“Trimethylamine N-oxide is a new plant molecule that promotes abiotic stress tolerance” The sessile lifestyle of plants severely conditions their response to environmental changes, which frequently derivates in stressful situations. Thus, plants have evolved a panoply of strongly regulated adaptive processes to face these changes and survive. Rafael Catalá´s career has been focused in understanding the molecular mechanisms controlling these responses. During his PhD at INIA (Madrid), he focused on the characterization of the cold acclimation process in plants. Afterwards, he obtained a long term EMBO fellowship to work with Prof. Chua at Rockefeller University (US). There, he characterized the role of the SUMO pathway in plant tolerance to drought. Back in Spain, he joined Prof Salinas´ lab at CIB Margarita Salas (Madrid), where he currently holds a position as Investigador Distinguido. Rafael research line aimes to identify new signalling pathways governing plant tolerance to abiotic stress. Whithin this framework, he has uncover a key role of the spliceosome in shaping the adequate response to different stresses, and he has also reported the identification of a new plant osmolyte, TMAO, which increases plant tolerance to abiotic stress. In this seminar, Rafael will describe the work that led to the discovery of TMAO in plants, and he will explain what they have learned about the function of TMAO in plant reponse to environmental cues.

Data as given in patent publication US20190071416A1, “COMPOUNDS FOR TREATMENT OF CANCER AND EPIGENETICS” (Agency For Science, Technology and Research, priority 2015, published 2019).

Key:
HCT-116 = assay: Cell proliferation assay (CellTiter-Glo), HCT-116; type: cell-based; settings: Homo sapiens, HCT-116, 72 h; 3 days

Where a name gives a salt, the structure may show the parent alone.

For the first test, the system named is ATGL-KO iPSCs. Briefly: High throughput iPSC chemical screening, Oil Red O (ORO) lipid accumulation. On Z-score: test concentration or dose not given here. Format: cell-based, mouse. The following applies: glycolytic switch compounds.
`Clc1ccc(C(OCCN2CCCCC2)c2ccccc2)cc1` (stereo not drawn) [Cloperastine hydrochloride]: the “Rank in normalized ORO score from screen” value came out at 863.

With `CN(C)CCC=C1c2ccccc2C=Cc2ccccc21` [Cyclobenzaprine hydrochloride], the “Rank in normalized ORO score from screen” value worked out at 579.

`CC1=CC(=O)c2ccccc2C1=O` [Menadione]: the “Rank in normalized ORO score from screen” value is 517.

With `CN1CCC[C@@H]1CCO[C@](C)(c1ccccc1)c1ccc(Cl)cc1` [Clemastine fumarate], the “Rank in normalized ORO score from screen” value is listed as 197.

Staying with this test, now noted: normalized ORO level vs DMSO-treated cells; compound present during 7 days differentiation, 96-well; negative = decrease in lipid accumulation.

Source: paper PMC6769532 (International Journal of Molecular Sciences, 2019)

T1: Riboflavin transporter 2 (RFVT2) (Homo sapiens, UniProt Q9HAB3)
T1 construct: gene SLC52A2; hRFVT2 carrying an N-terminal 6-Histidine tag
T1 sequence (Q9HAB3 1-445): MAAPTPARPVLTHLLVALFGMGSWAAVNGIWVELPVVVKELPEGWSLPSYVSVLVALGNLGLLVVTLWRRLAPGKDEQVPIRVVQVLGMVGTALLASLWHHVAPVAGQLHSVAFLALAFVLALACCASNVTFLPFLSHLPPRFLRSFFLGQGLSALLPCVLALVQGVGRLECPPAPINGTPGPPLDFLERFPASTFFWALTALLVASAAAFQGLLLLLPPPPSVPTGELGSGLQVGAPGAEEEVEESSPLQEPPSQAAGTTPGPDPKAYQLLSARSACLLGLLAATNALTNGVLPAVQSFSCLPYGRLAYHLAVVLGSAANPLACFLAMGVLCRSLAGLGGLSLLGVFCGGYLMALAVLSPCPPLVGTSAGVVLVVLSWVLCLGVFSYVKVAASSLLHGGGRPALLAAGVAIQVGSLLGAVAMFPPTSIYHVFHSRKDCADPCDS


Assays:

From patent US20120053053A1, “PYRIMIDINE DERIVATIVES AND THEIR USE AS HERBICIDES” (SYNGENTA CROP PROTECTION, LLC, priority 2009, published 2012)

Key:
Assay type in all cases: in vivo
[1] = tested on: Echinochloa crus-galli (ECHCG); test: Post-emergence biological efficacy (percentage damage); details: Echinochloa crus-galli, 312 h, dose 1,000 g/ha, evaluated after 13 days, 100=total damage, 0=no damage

This week we have an extraordinary seminar at the IBMCP by our Artist-in-Residence Carlos Castellanos (https://ccastellanos.com, @ccastellanossf), with the title: “Intersections of Living and